Mark King has always been proud of Lynn Tech, but he became much more actively involved with his alma mater seven years ago when he got a visit from the former principal.
“In 2012, Al Malagrifa asked me to get back involved in my school,” King said. “Nobody tells ‘Mal’ no.”
Flash forward seven years and King, owner of Marion Street Auto Body, serves on the Lynn Tech Alumni Association, the Advisory Board and the Hall of Fame Committee. “Anything the school needs, I’m a phone call away,” he said.
King believes he owes his career – and his successful business – to the skills he acquired at Tech as a student in the auto body shop. He worked his co-op job at Marion Street Auto Body for three years. At that time, the business was owned by Louis Goudreau (father of Barry, of the rock group “Boston”).
After graduating from Tech in 1978, King got a full-time job at Marion Street and stayed until the Goudreau family sold the business in 1980. He worked at car dealerships for the next nine years, except for 1985 when he returned to Marion Street for a year. On Dec. 18, 1989, he came back in a new role: owner. Thirty years later, he is still here and the business is thriving.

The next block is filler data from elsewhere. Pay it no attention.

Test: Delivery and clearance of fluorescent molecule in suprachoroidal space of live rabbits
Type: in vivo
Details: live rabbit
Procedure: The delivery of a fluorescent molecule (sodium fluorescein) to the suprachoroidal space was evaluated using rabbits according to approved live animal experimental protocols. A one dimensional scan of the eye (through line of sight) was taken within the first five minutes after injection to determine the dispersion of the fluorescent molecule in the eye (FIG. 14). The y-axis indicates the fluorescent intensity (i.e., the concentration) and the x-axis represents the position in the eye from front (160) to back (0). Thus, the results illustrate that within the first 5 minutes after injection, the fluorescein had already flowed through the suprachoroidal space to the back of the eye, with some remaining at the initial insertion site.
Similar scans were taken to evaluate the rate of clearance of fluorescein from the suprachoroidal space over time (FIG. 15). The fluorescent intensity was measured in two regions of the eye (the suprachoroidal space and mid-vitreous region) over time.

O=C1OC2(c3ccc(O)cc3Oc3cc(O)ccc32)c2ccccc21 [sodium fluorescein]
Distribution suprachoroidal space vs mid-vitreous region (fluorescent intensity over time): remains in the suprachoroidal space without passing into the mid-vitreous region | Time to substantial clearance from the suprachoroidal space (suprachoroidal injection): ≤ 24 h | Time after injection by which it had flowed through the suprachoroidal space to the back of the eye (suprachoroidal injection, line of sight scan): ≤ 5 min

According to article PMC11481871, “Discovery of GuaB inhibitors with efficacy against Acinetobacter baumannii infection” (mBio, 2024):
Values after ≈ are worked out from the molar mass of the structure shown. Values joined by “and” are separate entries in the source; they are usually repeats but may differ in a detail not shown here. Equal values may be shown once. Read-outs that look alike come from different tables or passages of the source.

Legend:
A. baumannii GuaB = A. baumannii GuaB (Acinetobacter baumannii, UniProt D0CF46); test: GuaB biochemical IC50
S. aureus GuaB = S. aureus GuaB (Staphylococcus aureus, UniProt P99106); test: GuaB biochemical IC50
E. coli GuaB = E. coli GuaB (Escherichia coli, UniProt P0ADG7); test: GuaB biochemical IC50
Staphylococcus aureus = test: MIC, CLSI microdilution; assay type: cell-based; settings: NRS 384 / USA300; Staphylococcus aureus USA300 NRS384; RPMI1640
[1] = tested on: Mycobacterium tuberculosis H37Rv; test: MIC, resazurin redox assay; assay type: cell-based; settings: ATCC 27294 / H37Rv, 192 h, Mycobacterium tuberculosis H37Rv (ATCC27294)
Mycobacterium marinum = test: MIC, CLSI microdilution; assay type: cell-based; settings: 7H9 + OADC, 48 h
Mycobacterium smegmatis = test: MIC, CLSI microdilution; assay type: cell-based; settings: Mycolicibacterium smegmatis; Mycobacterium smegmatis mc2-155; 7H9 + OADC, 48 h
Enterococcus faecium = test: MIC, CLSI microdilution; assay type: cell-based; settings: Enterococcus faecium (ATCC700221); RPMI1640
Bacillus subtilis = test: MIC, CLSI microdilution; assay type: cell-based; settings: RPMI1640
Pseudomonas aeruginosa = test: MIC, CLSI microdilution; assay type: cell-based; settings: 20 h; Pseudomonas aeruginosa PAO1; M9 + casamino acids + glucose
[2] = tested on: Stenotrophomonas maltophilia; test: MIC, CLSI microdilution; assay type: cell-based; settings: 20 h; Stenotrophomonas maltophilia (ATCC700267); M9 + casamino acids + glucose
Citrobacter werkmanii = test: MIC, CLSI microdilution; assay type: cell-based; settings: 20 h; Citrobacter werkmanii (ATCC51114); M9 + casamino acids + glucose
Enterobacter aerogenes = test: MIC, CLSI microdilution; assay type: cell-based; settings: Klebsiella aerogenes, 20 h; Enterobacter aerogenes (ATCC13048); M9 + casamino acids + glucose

“The reputation of our business is still standing from the days of Louis Goudreau,” said King, a Lynn Tech Hall-of-Famer. “We do everything we can for our customers.”
King attributes the longevity to his providing a one-stop-shopping experience for customers when they come through the door after an auto accident. “I deal with the insurance company, set up the car rental and take on the burden of the car accident for the customer,” he said.
That’s one of the reasons he has resisted the temptation to expand beyond eight employees, a group that includes his brother. “If I had a bigger business I would have gotten to the point where I couldn’t be as personal with my customers,” he said.
From his shop on Marion Street, across the street from the Ancient Order of Hibernians, King has been an eyewitness to progress, from the opening of Federal Street to through traffic, to the new Market Basket. A rotary is coming to the intersection of Marion, Federal and Waterhill streets with a new development planned.
“My career is centered in this neighborhood,” Kind said. “I’m watching development and growth and I can see how great it is for the city. The neighborhood is just going to get better. The City of Lynn is where it’s at. It’s a thriving city.”
That’s why King is looking forward, and not back, as he prepares to celebrate three decades in business later this year. “I hope to be here for another 30,” he said.